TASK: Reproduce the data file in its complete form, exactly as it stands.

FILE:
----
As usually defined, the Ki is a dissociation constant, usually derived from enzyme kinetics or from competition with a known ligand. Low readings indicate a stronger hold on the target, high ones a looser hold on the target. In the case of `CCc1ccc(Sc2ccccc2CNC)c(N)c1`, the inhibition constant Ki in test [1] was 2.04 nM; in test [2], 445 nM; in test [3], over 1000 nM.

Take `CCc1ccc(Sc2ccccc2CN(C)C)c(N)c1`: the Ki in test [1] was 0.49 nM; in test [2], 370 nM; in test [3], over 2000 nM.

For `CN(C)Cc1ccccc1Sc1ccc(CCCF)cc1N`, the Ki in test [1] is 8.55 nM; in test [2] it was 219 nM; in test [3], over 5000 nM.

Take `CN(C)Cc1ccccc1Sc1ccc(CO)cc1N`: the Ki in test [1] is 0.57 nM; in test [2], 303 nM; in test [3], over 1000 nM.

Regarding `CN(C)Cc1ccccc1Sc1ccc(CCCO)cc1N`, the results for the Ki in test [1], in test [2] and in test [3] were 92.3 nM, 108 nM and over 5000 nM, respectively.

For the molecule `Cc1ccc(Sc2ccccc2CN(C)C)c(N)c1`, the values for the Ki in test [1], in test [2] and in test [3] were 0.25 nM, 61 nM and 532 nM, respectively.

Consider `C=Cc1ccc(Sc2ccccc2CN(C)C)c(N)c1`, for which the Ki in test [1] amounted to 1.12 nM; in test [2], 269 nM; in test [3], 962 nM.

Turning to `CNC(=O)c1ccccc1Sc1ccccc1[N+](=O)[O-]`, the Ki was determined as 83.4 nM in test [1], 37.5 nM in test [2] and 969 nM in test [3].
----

As usually defined, the Ki is a dissociation constant, usually derived from enzyme kinetics or from competition with a known ligand. Low readings indicate a stronger hold on the target, high ones a looser hold on the target. In the case of `CCc1ccc(Sc2ccccc2CNC)c(N)c1`, the inhibition constant Ki in test [1] was 2.04 nM; in test [2], 445 nM; in test [3], over 1000 nM.

Take `CCc1ccc(Sc2ccccc2CN(C)C)c(N)c1`: the Ki in test [1] was 0.49 nM; in test [2], 370 nM; in test [3], over 2000 nM.

For `CN(C)Cc1ccccc1Sc1ccc(CCCF)cc1N`, the Ki in test [1] is 8.55 nM; in test [2] it was 219 nM; in test [3], over 5000 nM.

Take `CN(C)Cc1ccccc1Sc1ccc(CO)cc1N`: the Ki in test [1] is 0.57 nM; in test [2], 303 nM; in test [3], over 1000 nM.

Regarding `CN(C)Cc1ccccc1Sc1ccc(CCCO)cc1N`, the results for the Ki in test [1], in test [2] and in test [3] were 92.3 nM, 108 nM and over 5000 nM, respectively.

For the molecule `Cc1ccc(Sc2ccccc2CN(C)C)c(N)c1`, the values for the Ki in test [1], in test [2] and in test [3] were 0.25 nM, 61 nM and 532 nM, respectively.

Consider `C=Cc1ccc(Sc2ccccc2CN(C)C)c(N)c1`, for which the Ki in test [1] amounted to 1.12 nM; in test [2], 269 nM; in test [3], 962 nM.

Turning to `CNC(=O)c1ccccc1Sc1ccccc1[N+](=O)[O-]`, the Ki was determined as 83.4 nM in test [1], 37.5 nM in test [2] and 969 nM in test [3].